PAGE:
Tanks on streets but Zimbabwe army says not a coup, Mugabe is safe: What we know
Military vehicles took to the streets of the Zimbabwe’s capital and prolonged gunfire was heard near the presidential residence early on Wednesday as questions mounted over Robert Mugabe’s grip on power, even as the army denied a coup in a state broadcast.
The night’s action triggered speculation of a coup, but the military’s supporters praised it as a “bloodless correction”.
Here’s what we know so far:
Overnight, at least three explosions were heard in Harare, and military vehicles were seen in the streets. Armed soldiers in armoured personnel carriers stationed themselves at key points in Harare, while Zimbabweans formed long lines at banks in order to draw the limited cash available, a routine chore in the country’s ongoing financial crisis. People looked at their phones to read about the army takeover and others went to work or to shops.
The military has detained finance minister Ignatius Chombo after seizing power in an attempt to root out “criminals” around President Robert Mugabe who it said were causing social and economic suffering, a government source said.
The army said in a statement after taking over the state broadcaster that it was not a coup, with Major General Sibusiso Moyo denying the army was targeting the 93-year-old leader Robert Mugabe. “It is not a military takeover of government,” Moyo said, adding: “We wish to assure the nation that his excellency the president... and his family are safe and sound and their security is guaranteed.
“We are only targeting criminals around him who are committing crimes... As soon as we have accomplished our mission we expect that the situation will return to normalcy,” he added.
He urged other security forces to “cooperate for the good of our country,” warning that “any provocation will be met with an appropriate response”.
Where is Mugabe?
Zimbabwe’s army said it has Robert Mugabe and his wife in custody and is securing government offices and patrolling the capital’s streets following the night of unrest. It was not clear where Mugabe and his wife were on Wednesday.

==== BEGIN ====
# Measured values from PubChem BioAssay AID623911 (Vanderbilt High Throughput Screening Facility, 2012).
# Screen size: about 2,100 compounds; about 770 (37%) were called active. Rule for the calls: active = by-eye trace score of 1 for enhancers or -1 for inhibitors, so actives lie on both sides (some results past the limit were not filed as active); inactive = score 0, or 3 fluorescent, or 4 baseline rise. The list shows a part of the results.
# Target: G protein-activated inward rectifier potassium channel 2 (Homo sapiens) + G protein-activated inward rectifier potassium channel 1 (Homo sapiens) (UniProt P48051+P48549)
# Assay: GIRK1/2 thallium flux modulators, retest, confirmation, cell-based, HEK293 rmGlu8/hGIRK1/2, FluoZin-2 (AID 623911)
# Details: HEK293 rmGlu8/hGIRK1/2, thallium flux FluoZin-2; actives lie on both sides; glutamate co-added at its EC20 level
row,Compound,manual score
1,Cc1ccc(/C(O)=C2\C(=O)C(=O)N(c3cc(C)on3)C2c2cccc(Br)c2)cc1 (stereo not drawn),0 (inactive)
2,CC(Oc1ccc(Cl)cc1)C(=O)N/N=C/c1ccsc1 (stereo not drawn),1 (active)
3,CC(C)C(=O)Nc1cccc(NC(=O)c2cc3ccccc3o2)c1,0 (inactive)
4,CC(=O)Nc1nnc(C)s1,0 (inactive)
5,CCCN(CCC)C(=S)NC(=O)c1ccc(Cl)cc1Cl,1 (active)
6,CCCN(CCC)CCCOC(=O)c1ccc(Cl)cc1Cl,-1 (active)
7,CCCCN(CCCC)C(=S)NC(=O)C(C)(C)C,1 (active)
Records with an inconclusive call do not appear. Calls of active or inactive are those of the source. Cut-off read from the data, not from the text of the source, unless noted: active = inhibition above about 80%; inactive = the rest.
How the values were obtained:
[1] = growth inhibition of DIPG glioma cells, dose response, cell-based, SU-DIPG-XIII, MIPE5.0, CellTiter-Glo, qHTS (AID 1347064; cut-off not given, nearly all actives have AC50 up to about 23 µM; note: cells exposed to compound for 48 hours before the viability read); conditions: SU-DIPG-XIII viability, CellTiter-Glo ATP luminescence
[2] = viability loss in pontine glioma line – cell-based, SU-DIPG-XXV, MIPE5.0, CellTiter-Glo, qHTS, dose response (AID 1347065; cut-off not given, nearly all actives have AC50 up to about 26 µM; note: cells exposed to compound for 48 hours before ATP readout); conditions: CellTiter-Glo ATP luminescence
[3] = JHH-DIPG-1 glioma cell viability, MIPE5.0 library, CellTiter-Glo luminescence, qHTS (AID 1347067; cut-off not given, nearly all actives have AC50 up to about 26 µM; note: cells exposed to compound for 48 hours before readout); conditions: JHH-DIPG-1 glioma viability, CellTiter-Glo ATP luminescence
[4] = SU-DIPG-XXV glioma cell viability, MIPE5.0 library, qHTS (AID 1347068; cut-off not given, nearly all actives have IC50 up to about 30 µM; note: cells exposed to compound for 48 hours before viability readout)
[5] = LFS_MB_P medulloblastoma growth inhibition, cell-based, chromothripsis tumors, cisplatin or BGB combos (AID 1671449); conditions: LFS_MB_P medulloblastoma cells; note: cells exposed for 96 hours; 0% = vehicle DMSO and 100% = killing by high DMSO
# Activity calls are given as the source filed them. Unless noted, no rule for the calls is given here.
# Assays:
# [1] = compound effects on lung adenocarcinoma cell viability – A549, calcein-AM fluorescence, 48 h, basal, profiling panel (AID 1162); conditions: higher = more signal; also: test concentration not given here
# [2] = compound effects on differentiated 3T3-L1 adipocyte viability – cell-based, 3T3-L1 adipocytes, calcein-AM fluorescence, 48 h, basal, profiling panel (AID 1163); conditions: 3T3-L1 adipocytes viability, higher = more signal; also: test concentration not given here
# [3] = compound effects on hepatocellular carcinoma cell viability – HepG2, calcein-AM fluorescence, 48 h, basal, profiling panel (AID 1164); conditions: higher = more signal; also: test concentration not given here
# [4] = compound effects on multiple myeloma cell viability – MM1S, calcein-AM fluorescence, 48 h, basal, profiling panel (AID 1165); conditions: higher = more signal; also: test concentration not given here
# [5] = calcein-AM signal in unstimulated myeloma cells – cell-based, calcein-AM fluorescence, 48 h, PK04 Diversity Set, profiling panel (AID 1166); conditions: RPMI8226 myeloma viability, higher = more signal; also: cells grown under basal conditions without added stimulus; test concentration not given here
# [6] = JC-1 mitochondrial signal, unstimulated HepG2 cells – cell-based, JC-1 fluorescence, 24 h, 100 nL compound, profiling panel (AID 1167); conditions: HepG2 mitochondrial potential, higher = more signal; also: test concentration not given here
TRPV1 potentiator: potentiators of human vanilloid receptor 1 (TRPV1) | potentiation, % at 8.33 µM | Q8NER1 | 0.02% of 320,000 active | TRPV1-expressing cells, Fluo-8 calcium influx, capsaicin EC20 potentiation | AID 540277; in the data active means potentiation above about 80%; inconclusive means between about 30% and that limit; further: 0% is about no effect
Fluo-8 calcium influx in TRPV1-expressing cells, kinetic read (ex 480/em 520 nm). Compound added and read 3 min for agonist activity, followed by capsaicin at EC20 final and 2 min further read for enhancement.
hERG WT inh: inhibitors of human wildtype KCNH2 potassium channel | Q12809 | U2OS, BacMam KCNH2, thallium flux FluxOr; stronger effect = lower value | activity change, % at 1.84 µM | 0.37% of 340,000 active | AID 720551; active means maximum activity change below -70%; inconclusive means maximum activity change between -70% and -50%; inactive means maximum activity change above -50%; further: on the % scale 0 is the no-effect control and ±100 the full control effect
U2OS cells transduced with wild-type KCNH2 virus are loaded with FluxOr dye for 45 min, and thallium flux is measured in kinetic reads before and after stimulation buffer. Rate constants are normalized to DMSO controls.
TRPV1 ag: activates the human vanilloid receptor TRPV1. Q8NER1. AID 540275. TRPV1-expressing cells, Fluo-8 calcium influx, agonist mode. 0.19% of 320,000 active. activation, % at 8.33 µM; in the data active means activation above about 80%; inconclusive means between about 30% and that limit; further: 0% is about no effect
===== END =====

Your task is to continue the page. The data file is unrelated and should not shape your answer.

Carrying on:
The world’s oldest head of state reportedly attended a weekly Cabinet meeting on Tuesday.
Growing opposition to Mugabe
Mugabe last week fired vice-president Emmerson Mnangagwa and accused him of plotting to take power, including through witchcraft.
Mnangagwa, who enjoyed the military’s backing and once was seen as a potential president, fled the country and said he had been threatened. Over 100 senior officials allegedly supporting him have been listed for disciplinary measures by a faction associated with Mugabe’s wife, Grace.
Earlier this year the country was gripped by a bizarre spat between Grace and Mnangagwa that included an alleged ice-cream poisoning incident that laid bare the pair’s rivalry.
The first lady appeared to be positioned to replace Mnangagwa as one of the country’s two vice presidents at a special conference of the ruling party in December, leading many in Zimbabwe to suspect that she could succeed her husband. Grace Mugabe is unpopular with some Zimbabweans because of lavish spending as many struggle, and four people accused of booing her at a recent rally were arrested.
For the first time, this southern African nation is seeing an open rift between the military and Mugabe, the world’s oldest head of state who has ruled since independence from white minority rule in 1980. The military has been a key pillar of his power.
The military’s actions have been seen as a major challenge to the increasingly frail leader. Days before, army commander Constantino Chiwenga had issued an unprecedented statement saying purges against senior ruling ZANU-PF party officials, many of whom like Mnangagwa fought for liberation, should end “forthwith”.
“We must remind those behind the current treacherous shenanigans that when it comes to matters of protecting our revolution, the military will not hesitate to step in,” the army commander said. The state-run broadcaster did not report on his statement.
The ruling party accused the commander of “treasonable conduct.”
Frustration has been growing in once-prosperous Zimbabwe as the economy collapsed under Mugabe. The country was shaken last year by the biggest anti-government protests in a decade, and a once-loyal war veterans association turned on the president, calling him “dictatorial” and blaming him for the economic crisis.
“Mnangagwa was held out by many as the best hope within ZANU-PF for piloting an economic recovery,” analyst Piers Pigou with the International Crisis Group wrote on Tuesday.
Now, “Mugabe will have to employ all his guile if he intends to ensure continued accommodation with the armed forces.”